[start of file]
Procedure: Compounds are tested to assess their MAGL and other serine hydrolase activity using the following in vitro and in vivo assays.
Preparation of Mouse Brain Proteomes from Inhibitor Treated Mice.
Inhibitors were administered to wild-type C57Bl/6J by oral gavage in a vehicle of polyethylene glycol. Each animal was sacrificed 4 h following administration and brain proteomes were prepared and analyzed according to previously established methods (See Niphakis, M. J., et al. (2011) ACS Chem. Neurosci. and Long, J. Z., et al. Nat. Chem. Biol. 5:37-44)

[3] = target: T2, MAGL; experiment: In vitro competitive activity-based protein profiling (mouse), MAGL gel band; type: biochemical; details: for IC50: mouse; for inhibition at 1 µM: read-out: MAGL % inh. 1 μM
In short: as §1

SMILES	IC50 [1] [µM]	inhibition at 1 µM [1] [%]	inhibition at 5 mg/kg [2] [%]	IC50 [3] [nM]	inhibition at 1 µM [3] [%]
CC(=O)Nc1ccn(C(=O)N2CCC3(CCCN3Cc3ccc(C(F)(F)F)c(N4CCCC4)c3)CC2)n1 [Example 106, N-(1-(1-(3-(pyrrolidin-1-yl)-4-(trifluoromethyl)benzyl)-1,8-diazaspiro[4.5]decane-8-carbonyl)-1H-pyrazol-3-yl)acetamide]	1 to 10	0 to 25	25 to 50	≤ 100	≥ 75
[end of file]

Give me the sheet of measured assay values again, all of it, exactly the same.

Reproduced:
Procedure: Compounds are tested to assess their MAGL and other serine hydrolase activity using the following in vitro and in vivo assays.
Preparation of Mouse Brain Proteomes from Inhibitor Treated Mice.
Inhibitors were administered to wild-type C57Bl/6J by oral gavage in a vehicle of polyethylene glycol. Each animal was sacrificed 4 h following administration and brain proteomes were prepared and analyzed according to previously established methods (See Niphakis, M. J., et al. (2011) ACS Chem. Neurosci. and Long, J. Z., et al. Nat. Chem. Biol. 5:37-44)

[3] = target: T2, MAGL; experiment: In vitro competitive activity-based protein profiling (mouse), MAGL gel band; type: biochemical; details: for IC50: mouse; for inhibition at 1 µM: read-out: MAGL % inh. 1 μM
In short: as §1

SMILES	IC50 [1] [µM]	inhibition at 1 µM [1] [%]	inhibition at 5 mg/kg [2] [%]	IC50 [3] [nM]	inhibition at 1 µM [3] [%]
CC(=O)Nc1ccn(C(=O)N2CCC3(CCCN3Cc3ccc(C(F)(F)F)c(N4CCCC4)c3)CC2)n1 [Example 106, N-(1-(1-(3-(pyrrolidin-1-yl)-4-(trifluoromethyl)benzyl)-1,8-diazaspiro[4.5]decane-8-carbonyl)-1H-pyrazol-3-yl)acetamide]	1 to 10	0 to 25	25 to 50	≤ 100	≥ 75